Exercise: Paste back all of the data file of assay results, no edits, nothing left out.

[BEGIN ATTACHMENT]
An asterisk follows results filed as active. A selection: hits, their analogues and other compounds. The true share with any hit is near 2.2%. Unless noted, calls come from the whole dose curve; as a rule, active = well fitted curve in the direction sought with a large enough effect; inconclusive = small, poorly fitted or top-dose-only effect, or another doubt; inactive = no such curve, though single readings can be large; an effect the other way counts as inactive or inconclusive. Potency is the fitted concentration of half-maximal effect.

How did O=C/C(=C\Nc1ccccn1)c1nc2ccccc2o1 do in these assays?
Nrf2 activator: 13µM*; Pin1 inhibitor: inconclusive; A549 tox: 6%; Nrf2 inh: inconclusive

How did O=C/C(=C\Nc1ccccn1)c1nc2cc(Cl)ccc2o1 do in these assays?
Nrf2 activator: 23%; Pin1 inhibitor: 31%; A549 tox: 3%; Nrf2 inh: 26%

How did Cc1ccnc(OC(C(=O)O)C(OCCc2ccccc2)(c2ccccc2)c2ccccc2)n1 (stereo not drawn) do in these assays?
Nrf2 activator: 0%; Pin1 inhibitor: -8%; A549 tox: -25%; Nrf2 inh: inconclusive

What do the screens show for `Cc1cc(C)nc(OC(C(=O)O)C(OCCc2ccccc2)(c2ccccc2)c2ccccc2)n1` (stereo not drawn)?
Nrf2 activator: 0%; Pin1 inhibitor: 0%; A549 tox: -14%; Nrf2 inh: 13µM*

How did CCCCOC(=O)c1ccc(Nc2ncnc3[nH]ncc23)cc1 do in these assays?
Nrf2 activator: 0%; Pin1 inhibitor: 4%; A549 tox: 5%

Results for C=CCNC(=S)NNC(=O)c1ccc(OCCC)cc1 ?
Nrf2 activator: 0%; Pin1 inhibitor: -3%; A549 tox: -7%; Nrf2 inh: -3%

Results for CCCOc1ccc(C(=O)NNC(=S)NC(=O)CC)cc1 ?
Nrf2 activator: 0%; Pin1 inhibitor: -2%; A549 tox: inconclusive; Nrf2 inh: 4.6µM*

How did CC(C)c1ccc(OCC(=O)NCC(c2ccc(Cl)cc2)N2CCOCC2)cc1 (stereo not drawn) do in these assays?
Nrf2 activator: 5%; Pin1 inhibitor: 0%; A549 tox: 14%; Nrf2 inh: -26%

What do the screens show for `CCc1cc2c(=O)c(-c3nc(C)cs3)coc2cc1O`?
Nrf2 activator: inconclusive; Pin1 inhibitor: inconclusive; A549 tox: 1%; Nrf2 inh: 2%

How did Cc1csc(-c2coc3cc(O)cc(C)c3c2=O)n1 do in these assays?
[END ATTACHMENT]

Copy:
An asterisk follows results filed as active. A selection: hits, their analogues and other compounds. The true share with any hit is near 2.2%. Unless noted, calls come from the whole dose curve; as a rule, active = well fitted curve in the direction sought with a large enough effect; inconclusive = small, poorly fitted or top-dose-only effect, or another doubt; inactive = no such curve, though single readings can be large; an effect the other way counts as inactive or inconclusive. Potency is the fitted concentration of half-maximal effect.

How did O=C/C(=C\Nc1ccccn1)c1nc2ccccc2o1 do in these assays?
Nrf2 activator: 13µM*; Pin1 inhibitor: inconclusive; A549 tox: 6%; Nrf2 inh: inconclusive

How did O=C/C(=C\Nc1ccccn1)c1nc2cc(Cl)ccc2o1 do in these assays?
Nrf2 activator: 23%; Pin1 inhibitor: 31%; A549 tox: 3%; Nrf2 inh: 26%

How did Cc1ccnc(OC(C(=O)O)C(OCCc2ccccc2)(c2ccccc2)c2ccccc2)n1 (stereo not drawn) do in these assays?
Nrf2 activator: 0%; Pin1 inhibitor: -8%; A549 tox: -25%; Nrf2 inh: inconclusive

What do the screens show for `Cc1cc(C)nc(OC(C(=O)O)C(OCCc2ccccc2)(c2ccccc2)c2ccccc2)n1` (stereo not drawn)?
Nrf2 activator: 0%; Pin1 inhibitor: 0%; A549 tox: -14%; Nrf2 inh: 13µM*

How did CCCCOC(=O)c1ccc(Nc2ncnc3[nH]ncc23)cc1 do in these assays?
Nrf2 activator: 0%; Pin1 inhibitor: 4%; A549 tox: 5%

Results for C=CCNC(=S)NNC(=O)c1ccc(OCCC)cc1 ?
Nrf2 activator: 0%; Pin1 inhibitor: -3%; A549 tox: -7%; Nrf2 inh: -3%

Results for CCCOc1ccc(C(=O)NNC(=S)NC(=O)CC)cc1 ?
Nrf2 activator: 0%; Pin1 inhibitor: -2%; A549 tox: inconclusive; Nrf2 inh: 4.6µM*

How did CC(C)c1ccc(OCC(=O)NCC(c2ccc(Cl)cc2)N2CCOCC2)cc1 (stereo not drawn) do in these assays?
Nrf2 activator: 5%; Pin1 inhibitor: 0%; A549 tox: 14%; Nrf2 inh: -26%

What do the screens show for `CCc1cc2c(=O)c(-c3nc(C)cs3)coc2cc1O`?
Nrf2 activator: inconclusive; Pin1 inhibitor: inconclusive; A549 tox: 1%; Nrf2 inh: 2%

How did Cc1csc(-c2coc3cc(O)cc(C)c3c2=O)n1 do in these assays?